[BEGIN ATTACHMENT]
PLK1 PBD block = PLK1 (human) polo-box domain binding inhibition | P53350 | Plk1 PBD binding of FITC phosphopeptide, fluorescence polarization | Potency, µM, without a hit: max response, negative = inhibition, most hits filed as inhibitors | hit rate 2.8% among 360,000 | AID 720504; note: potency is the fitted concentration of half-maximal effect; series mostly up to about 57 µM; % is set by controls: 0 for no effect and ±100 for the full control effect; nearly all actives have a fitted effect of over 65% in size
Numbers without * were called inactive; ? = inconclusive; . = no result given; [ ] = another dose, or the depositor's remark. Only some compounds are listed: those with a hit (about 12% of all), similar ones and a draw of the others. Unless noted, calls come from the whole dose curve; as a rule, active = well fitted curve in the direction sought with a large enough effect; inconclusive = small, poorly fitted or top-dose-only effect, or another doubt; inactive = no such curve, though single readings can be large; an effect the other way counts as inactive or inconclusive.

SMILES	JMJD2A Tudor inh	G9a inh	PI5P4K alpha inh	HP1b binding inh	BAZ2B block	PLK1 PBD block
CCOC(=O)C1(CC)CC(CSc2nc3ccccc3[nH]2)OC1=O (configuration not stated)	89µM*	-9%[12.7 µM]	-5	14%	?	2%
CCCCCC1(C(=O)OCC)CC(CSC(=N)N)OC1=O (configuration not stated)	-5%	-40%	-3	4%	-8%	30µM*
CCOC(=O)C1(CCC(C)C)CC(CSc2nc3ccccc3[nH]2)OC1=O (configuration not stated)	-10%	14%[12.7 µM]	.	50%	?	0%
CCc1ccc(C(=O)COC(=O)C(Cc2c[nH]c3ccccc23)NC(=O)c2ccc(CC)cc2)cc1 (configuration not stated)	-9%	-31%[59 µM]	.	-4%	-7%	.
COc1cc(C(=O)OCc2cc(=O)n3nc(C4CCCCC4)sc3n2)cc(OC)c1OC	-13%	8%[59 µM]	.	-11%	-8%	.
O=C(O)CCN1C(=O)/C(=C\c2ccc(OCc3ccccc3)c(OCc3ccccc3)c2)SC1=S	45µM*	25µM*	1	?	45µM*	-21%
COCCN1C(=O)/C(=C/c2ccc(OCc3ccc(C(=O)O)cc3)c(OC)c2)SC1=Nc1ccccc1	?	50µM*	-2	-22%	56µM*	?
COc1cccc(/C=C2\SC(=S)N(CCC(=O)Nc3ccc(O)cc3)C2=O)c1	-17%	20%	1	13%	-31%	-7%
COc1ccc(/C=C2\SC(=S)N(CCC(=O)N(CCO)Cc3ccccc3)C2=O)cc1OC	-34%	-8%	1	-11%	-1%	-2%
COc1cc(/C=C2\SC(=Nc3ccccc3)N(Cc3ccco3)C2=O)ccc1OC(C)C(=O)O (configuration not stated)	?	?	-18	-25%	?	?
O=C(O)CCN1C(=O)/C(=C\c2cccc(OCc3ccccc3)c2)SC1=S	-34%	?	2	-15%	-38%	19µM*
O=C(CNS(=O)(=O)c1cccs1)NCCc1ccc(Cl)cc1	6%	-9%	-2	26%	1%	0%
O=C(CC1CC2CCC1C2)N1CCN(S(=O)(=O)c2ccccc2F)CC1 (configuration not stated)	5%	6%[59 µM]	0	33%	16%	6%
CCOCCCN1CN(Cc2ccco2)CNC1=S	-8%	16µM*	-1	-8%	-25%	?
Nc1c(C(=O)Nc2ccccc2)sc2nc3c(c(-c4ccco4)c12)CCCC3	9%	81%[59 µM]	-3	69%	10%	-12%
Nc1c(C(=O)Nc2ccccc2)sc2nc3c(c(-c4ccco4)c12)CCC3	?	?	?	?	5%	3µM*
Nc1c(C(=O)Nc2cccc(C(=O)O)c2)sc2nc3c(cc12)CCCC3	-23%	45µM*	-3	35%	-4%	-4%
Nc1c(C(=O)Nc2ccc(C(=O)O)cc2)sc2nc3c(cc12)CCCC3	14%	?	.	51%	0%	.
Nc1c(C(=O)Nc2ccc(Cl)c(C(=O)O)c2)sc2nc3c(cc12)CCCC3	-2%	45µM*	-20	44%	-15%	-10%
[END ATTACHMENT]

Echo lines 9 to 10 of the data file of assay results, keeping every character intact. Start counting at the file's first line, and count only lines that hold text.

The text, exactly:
O=C(O)CCN1C(=O)/C(=C\c2ccc(OCc3ccccc3)c(OCc3ccccc3)c2)SC1=S	45µM*	25µM*	1	?	45µM*	-21%
COCCN1C(=O)/C(=C/c2ccc(OCc3ccc(C(=O)O)cc3)c(OC)c2)SC1=Nc1ccccc1	?	50µM*	-2	-22%	56µM*	?